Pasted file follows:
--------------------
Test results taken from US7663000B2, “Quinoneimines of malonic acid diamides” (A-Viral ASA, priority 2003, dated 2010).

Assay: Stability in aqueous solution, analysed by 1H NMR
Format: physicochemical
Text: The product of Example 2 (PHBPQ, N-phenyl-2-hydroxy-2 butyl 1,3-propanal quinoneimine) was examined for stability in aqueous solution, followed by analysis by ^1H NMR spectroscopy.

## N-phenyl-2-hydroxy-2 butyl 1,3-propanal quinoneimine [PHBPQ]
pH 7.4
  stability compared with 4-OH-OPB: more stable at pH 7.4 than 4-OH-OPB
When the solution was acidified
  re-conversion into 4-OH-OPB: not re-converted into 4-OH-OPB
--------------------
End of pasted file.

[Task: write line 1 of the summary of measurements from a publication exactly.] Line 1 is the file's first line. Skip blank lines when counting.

Test results taken from US7663000B2, “Quinoneimines of malonic acid diamides” (A-Viral ASA, priority 2003, dated 2010).